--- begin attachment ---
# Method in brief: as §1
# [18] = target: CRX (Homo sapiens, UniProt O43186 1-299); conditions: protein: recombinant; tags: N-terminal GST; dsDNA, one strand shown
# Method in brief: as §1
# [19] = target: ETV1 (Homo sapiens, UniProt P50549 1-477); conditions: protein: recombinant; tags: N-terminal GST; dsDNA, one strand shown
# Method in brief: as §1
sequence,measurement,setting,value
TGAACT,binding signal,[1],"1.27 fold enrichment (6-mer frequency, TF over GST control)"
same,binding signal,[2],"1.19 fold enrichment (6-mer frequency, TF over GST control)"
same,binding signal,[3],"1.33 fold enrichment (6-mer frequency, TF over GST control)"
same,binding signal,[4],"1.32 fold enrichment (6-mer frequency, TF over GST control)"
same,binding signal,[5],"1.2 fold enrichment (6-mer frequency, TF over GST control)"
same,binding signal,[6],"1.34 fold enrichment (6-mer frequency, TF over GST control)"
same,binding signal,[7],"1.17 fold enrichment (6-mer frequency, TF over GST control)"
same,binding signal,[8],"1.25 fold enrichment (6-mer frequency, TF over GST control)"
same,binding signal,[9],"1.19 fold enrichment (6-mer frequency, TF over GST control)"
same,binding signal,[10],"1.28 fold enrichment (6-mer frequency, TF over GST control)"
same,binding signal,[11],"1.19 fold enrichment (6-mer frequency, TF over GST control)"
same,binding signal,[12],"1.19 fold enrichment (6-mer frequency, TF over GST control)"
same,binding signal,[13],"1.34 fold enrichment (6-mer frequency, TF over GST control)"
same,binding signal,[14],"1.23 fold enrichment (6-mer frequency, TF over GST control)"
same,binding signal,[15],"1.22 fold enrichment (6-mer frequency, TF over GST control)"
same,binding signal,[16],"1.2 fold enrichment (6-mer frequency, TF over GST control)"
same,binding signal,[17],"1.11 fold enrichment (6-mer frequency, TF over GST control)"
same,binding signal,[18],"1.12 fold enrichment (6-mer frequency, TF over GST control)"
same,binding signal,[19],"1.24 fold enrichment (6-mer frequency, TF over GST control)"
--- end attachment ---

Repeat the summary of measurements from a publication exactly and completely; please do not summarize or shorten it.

# Method in brief: as §1
# [18] = target: CRX (Homo sapiens, UniProt O43186 1-299); conditions: protein: recombinant; tags: N-terminal GST; dsDNA, one strand shown
# Method in brief: as §1
# [19] = target: ETV1 (Homo sapiens, UniProt P50549 1-477); conditions: protein: recombinant; tags: N-terminal GST; dsDNA, one strand shown
# Method in brief: as §1
sequence,measurement,setting,value
TGAACT,binding signal,[1],"1.27 fold enrichment (6-mer frequency, TF over GST control)"
same,binding signal,[2],"1.19 fold enrichment (6-mer frequency, TF over GST control)"
same,binding signal,[3],"1.33 fold enrichment (6-mer frequency, TF over GST control)"
same,binding signal,[4],"1.32 fold enrichment (6-mer frequency, TF over GST control)"
same,binding signal,[5],"1.2 fold enrichment (6-mer frequency, TF over GST control)"
same,binding signal,[6],"1.34 fold enrichment (6-mer frequency, TF over GST control)"
same,binding signal,[7],"1.17 fold enrichment (6-mer frequency, TF over GST control)"
same,binding signal,[8],"1.25 fold enrichment (6-mer frequency, TF over GST control)"
same,binding signal,[9],"1.19 fold enrichment (6-mer frequency, TF over GST control)"
same,binding signal,[10],"1.28 fold enrichment (6-mer frequency, TF over GST control)"
same,binding signal,[11],"1.19 fold enrichment (6-mer frequency, TF over GST control)"
same,binding signal,[12],"1.19 fold enrichment (6-mer frequency, TF over GST control)"
same,binding signal,[13],"1.34 fold enrichment (6-mer frequency, TF over GST control)"
same,binding signal,[14],"1.23 fold enrichment (6-mer frequency, TF over GST control)"
same,binding signal,[15],"1.22 fold enrichment (6-mer frequency, TF over GST control)"
same,binding signal,[16],"1.2 fold enrichment (6-mer frequency, TF over GST control)"
same,binding signal,[17],"1.11 fold enrichment (6-mer frequency, TF over GST control)"
same,binding signal,[18],"1.12 fold enrichment (6-mer frequency, TF over GST control)"
same,binding signal,[19],"1.24 fold enrichment (6-mer frequency, TF over GST control)"